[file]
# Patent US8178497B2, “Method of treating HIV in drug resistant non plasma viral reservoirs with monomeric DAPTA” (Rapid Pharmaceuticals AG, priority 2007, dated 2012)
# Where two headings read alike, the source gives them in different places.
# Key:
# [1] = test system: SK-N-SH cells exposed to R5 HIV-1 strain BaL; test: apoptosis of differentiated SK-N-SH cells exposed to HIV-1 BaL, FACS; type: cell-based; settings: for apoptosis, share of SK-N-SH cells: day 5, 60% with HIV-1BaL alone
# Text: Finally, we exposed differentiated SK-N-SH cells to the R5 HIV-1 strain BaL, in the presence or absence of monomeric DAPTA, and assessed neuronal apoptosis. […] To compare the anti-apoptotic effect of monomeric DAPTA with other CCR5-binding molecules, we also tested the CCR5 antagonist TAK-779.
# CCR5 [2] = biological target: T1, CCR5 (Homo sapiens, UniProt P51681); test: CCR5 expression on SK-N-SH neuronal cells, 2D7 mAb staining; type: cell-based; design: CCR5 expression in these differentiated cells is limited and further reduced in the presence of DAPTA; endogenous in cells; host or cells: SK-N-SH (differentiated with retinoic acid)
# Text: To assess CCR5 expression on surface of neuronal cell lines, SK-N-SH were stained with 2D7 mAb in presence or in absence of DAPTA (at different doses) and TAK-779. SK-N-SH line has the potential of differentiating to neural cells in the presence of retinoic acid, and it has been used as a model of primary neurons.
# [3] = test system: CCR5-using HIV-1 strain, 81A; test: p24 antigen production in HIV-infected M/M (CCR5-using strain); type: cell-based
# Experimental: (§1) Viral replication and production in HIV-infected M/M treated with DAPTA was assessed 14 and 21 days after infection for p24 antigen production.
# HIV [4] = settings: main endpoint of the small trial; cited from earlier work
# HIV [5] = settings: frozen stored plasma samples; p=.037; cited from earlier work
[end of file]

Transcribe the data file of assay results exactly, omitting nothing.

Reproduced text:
# Patent US8178497B2, “Method of treating HIV in drug resistant non plasma viral reservoirs with monomeric DAPTA” (Rapid Pharmaceuticals AG, priority 2007, dated 2012)
# Where two headings read alike, the source gives them in different places.
# Key:
# [1] = test system: SK-N-SH cells exposed to R5 HIV-1 strain BaL; test: apoptosis of differentiated SK-N-SH cells exposed to HIV-1 BaL, FACS; type: cell-based; settings: for apoptosis, share of SK-N-SH cells: day 5, 60% with HIV-1BaL alone
# Text: Finally, we exposed differentiated SK-N-SH cells to the R5 HIV-1 strain BaL, in the presence or absence of monomeric DAPTA, and assessed neuronal apoptosis. […] To compare the anti-apoptotic effect of monomeric DAPTA with other CCR5-binding molecules, we also tested the CCR5 antagonist TAK-779.
# CCR5 [2] = biological target: T1, CCR5 (Homo sapiens, UniProt P51681); test: CCR5 expression on SK-N-SH neuronal cells, 2D7 mAb staining; type: cell-based; design: CCR5 expression in these differentiated cells is limited and further reduced in the presence of DAPTA; endogenous in cells; host or cells: SK-N-SH (differentiated with retinoic acid)
# Text: To assess CCR5 expression on surface of neuronal cell lines, SK-N-SH were stained with 2D7 mAb in presence or in absence of DAPTA (at different doses) and TAK-779. SK-N-SH line has the potential of differentiating to neural cells in the presence of retinoic acid, and it has been used as a model of primary neurons.
# [3] = test system: CCR5-using HIV-1 strain, 81A; test: p24 antigen production in HIV-infected M/M (CCR5-using strain); type: cell-based
# Experimental: (§1) Viral replication and production in HIV-infected M/M treated with DAPTA was assessed 14 and 21 days after infection for p24 antigen production.
# HIV [4] = settings: main endpoint of the small trial; cited from earlier work
# HIV [5] = settings: frozen stored plasma samples; p=.037; cited from earlier work